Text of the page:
IUI is a type of assisted reproductive technology that helps sperm get directly to the uterus. The procedure takes a washed sperm sample (when sperm cells are separated from semen) and injects it into the uterus using a catheter.
Why use it?
There are many different reasons someone might want to use IUI. If they’re receiving sperm from a donor, IUI is an effective way to get sperm to the uterus without having intercourse. It can also help women whose partners have a low sperm count or low sperm motility, as it injects sperm directly into the uterus. Other reasons to use IUI include scarring in the cervix, endometriosis, semen allergy, or unexplained infertility.
Other methods of insemination (intracervical insemination and intravaginal insemination) don’t place sperm as close to the uterus and therefore might have a lower chance of success.
How long does it take?
The actual IUI procedure is short, but the preparation leading up to it could take a couple days. It’s recommended that women be at peak fertility for the insemination, so many women use ovulation predictor kits to get the timing right. Some healthcare providers use transvaginal ultrasounds to see egg growth or hormones to induce ovulation. The IUI will usually be done a day or two after ovulation is detected. Fresh sperm will be washed, and frozen sperm will be thawed and washed, which could take up to two hours. The IUI itself will take a few minutes.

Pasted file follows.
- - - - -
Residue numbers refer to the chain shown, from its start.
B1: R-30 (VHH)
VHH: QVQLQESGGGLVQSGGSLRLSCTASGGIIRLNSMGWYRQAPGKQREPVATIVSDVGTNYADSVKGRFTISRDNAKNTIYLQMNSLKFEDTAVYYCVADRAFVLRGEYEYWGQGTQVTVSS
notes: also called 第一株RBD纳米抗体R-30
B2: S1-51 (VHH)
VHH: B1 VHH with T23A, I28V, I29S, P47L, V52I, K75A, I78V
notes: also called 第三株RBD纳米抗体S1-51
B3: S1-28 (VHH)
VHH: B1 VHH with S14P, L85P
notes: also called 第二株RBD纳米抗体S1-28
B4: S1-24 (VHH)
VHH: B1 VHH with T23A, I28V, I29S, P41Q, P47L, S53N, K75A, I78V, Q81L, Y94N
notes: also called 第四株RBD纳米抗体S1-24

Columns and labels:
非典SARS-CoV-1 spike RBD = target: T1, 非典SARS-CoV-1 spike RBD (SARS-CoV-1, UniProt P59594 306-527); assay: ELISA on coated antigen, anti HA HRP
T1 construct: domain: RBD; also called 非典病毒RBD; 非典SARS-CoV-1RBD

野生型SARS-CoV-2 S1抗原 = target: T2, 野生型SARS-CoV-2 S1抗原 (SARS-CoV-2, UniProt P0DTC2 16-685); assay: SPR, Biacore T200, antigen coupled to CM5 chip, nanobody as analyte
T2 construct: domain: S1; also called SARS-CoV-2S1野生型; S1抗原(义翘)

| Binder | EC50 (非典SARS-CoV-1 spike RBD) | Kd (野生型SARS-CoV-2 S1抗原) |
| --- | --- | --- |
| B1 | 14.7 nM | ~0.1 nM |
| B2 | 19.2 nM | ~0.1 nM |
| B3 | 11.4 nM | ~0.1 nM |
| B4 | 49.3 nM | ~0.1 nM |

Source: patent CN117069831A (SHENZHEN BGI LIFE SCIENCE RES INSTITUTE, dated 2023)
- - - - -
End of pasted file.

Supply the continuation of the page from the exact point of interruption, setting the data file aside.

How much does it cost?
According to Resolve, the average cost of an IUI cycle is about $865, and the median cost is around $350. If IUI is being used in addition to fertility treatments, the overall cost will increase.
What are the risks?
With IUI comes the risk of infection, especially if the procedure isn’t done by a licensed medical professional. The placement of the catheter in the uterus can also cause some spotting, but this usually won’t have an effect on the pregnancy. There’s also a chance that IUI could result in multiples when combined with other fertility treatments like ovulation-inducing medication.
How effective is it?
“The costs of infertility treatments.” Resolve. The National Infertility Association. 2006. Web.
- Mayo Clinic Staff. “Intrauterine insemination: Why it’s done.” Mayo Clinic. Mayo Clinic. June 21, 2016. Web.